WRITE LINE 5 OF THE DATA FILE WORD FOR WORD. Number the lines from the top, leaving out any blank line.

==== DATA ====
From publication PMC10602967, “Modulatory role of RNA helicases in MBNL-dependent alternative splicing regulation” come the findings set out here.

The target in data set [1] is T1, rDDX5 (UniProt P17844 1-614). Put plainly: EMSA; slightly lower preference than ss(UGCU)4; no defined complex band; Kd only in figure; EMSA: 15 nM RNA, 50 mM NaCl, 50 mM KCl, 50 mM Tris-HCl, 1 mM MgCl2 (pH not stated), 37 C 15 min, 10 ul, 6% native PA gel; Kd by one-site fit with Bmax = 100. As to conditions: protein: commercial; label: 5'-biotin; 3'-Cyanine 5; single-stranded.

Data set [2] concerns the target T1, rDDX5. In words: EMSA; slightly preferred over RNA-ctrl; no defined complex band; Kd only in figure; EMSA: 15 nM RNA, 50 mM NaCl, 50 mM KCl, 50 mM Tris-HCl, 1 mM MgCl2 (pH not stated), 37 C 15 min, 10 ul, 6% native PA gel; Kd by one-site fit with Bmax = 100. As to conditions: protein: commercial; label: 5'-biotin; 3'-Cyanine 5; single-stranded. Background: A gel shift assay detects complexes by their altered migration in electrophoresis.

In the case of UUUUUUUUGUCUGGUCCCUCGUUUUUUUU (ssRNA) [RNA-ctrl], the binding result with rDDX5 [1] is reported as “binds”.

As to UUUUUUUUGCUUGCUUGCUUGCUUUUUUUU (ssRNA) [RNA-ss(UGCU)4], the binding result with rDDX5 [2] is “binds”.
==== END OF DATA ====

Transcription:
As to UUUUUUUUGCUUGCUUGCUUGCUUUUUUUU (ssRNA) [RNA-ss(UGCU)4], the binding result with rDDX5 [2] is “binds”.